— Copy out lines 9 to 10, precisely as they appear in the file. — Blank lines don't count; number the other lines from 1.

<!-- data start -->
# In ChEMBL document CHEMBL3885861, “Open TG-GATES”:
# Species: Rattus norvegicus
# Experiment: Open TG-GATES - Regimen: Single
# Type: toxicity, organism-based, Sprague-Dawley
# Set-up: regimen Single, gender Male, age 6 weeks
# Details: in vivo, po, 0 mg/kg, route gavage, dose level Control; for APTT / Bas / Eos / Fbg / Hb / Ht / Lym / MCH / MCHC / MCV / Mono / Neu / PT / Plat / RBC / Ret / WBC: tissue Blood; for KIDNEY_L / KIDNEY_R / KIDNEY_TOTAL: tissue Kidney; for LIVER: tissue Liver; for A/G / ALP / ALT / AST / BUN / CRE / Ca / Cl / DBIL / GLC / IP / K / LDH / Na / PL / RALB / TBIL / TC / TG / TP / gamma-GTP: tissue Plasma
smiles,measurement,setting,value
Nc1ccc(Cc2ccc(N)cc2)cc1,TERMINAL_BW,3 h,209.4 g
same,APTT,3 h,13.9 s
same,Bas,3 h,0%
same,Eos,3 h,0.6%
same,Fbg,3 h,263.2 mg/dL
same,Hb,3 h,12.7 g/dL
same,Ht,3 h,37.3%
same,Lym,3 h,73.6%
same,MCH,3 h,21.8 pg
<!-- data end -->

same,APTT,3 h,13.9 s
same,Bas,3 h,0%